Ortant considerations about embedded values
in infrastructure time as a constraint on organizing systems and offers many important examples of infrastructure time as a constraint on organizing systems and offers many important examples of information systems and classification causes either suffering or advantage depending on who is being classified Especially appreciated the perspective that we shouldn t practice classification without recognizing that carving nature at the joints is always going to end badly or someone So I am The Leadership Gap fascinated with how brains sort and distinguishwell anything This book went a bit beyond the single brain but into ways multiple humans sort things to create a working order A lot of this book read like stereo instructions please know that reference but some was pretty interesting Some mainocuses were health tuberculosis the apartheid holy Zero to Five: 70 Essential Parenting Tips Based on Science (and What I've Learned So Far) fucking shit I barely knew anything about the apartheid and what I read blew my mind and now I need to know depressing history nursing so yeah Not a wild read by any means but I regret nothing This dense volume tackles the delicate uestion posed by scientific nomenclatures as applied to diseases medical acts and causes of death Even in technicalields naming systems turn out to be surprisingly ad hoc reflecting and reinforcing an era s inherent biase. Hway permits and zoning decisions to tell a city's story the authors review archives of classification design to understand how decisions have been made Sorting Things Out has a moral agenda or each standard and category valorizes some point of view and silences Standards and classifications produce advantage or suffering Jobs are made and lost; some regions benefit at the of others How these choices are made and how we think about that process are at the moral and political core of this work The book is an important empirical source or understanding the building of information infrastructure. .
Of the object while still a shared generalized meaning between disparate communities of practice ie plasticity Classifications not only our view of the world they shape the way we act Eually as good pragmatists we know things perceived as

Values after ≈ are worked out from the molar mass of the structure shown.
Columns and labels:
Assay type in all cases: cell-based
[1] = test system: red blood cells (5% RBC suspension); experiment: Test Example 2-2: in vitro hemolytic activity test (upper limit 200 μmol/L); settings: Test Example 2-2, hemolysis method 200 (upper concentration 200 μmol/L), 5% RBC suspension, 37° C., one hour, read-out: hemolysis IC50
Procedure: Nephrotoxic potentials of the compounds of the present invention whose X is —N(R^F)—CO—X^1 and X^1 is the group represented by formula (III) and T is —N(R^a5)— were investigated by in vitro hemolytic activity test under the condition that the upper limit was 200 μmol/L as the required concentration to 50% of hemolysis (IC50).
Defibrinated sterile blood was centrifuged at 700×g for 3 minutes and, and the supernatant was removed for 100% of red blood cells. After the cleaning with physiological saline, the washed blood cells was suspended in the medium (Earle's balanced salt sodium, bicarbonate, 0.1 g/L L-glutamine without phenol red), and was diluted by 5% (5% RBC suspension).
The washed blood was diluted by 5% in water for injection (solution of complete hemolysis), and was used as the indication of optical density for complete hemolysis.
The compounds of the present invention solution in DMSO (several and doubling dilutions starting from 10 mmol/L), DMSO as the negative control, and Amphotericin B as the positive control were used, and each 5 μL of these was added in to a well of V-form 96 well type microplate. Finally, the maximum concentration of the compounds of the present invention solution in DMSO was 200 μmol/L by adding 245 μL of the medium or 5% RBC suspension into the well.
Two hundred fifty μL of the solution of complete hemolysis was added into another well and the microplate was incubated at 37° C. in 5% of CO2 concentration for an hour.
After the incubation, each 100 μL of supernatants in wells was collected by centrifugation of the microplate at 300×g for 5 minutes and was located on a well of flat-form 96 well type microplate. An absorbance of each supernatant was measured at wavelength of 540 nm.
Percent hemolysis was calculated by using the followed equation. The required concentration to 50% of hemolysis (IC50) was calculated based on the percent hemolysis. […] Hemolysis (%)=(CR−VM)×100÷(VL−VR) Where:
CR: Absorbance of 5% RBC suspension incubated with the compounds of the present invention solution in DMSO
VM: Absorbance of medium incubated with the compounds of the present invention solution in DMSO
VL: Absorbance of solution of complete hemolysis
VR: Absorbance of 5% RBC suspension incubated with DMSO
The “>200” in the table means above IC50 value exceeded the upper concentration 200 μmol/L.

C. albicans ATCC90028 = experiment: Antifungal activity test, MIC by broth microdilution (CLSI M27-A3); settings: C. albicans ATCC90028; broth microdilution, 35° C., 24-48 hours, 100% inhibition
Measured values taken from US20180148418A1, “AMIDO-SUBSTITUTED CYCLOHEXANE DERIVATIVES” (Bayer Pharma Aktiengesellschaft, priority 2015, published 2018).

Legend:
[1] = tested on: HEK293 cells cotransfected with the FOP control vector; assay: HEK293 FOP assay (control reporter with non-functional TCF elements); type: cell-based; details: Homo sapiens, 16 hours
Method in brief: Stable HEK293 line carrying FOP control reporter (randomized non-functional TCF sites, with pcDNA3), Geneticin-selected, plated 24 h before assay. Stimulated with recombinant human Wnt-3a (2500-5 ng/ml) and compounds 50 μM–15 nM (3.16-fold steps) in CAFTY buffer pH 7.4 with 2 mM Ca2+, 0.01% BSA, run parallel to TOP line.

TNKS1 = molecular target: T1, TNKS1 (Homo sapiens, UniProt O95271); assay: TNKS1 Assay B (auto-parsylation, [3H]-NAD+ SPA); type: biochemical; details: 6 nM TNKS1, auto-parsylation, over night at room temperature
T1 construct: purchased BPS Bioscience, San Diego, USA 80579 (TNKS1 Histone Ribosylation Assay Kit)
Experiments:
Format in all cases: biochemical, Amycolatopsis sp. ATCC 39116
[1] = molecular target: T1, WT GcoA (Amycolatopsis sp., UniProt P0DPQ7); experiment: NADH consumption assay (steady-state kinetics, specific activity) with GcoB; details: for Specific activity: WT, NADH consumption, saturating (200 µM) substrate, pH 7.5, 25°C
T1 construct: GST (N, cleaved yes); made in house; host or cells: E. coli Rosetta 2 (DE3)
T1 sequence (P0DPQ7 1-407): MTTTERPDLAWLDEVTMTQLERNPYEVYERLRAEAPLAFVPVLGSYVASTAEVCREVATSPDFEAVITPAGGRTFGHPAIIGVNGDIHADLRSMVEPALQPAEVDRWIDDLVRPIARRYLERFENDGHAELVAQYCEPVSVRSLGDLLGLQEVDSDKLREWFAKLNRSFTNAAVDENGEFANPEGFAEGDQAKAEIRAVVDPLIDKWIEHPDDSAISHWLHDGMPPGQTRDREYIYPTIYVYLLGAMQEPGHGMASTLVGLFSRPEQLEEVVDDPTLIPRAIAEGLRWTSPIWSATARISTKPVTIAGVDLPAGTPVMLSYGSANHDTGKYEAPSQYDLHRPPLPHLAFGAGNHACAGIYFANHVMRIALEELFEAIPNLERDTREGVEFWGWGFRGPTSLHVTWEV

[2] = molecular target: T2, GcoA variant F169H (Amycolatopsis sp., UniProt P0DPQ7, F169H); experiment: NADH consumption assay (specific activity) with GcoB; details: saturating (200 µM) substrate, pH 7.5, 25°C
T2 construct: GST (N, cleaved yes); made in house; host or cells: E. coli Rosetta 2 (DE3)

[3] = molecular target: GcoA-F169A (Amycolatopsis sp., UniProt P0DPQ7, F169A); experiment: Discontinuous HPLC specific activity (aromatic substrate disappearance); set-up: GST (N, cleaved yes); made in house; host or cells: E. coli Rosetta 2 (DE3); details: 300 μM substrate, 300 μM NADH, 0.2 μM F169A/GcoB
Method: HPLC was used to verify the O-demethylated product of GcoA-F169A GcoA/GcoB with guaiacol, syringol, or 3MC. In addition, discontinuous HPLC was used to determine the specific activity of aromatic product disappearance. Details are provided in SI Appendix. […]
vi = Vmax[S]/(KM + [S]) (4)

Real Are Real In Their Conseuences So are real in their conseuences So when people take classifications to be purely mental or purely Save the Cupcake! formal they also mold their behavior toit those conceptions Bowker Star p 53 There are always political moral and ethical orces that naturally shape the creation and maintenance of classification systems In Sorting Things Out Geoffrey Bowker and Susan Leigh Star make information infrastructure exciting They set out to answer what goes into making things seem effortless who does this work and what happens to the cases that do not it First they introduce us to their terminology defining classification as a set of boxes into which things can be put to then do some kind of work 10 and standardization as agreed upon rules or the production of objectsspanning than one community of practice 13 But their examples will show that the real wor Great book Read it as part of book club course called New Perspectives on Organizing at UC Berkeley School of Information Really imp. Tyle they investigate a variety of classification systems including the International Classification of Diseases the Nursing Interventions Classification race classification under apartheid in South Africa and the classification of viruses of tuberculosisThe authors emphasize the role of invisibility in the process by which classification orders human They examine how categories are made and kept invisible and how people can change this invisibility when necessary They also explore systems of classification as part of the built information environment Much as an urban historian would review hig. This book is critical reading or anyone involved in any type of standardization classification or data modeling work We are moving toward a world where systems are inter connected than ever and it is classifications and standards that orm the infrastructure or these systems Classifications are ubiuitous in the world around us and tend to implicitly shape the way we view our worldKey points that this book expands on in detail include Classification systems provide the mechanism or information to be shared between disparate communities of practice across space and time Classification systems create the infrastructure in the world around us and because of the tendency or infrastructures to disappear it normally takes effort to
*See Them Unless They Break *them unless they break Classification systems provide the mechanism or organizational memory Through this mechanism classification systems may be used to orce the erasure of certain organizational memories All memory is generally iltered through a classification system The use of boundary objects and boundary infrastructures are critical to supporting multiple viewpoints within a system Boundary objects provide a way or individual communities of practice to orm strong localized meaning. A revealing and surprising look at how classification systems can shape both worldviews and social interactionsWhat do a seventeenth century mortality table whose causes of death include ainted #In A Bath Frighted #a bath righted itch; the identification of South Africans during apartheid as European Asian colored or black; and the separation of machine rom hand washables have in common All are examples of classification the scaffolding of information infrastructuresIn Sorting Things Out Geoffrey C Bowker and Susan Leigh Star explore the role of categories and standards in shaping the modern world In a clear and lively ,
Ortant considerations about embedded values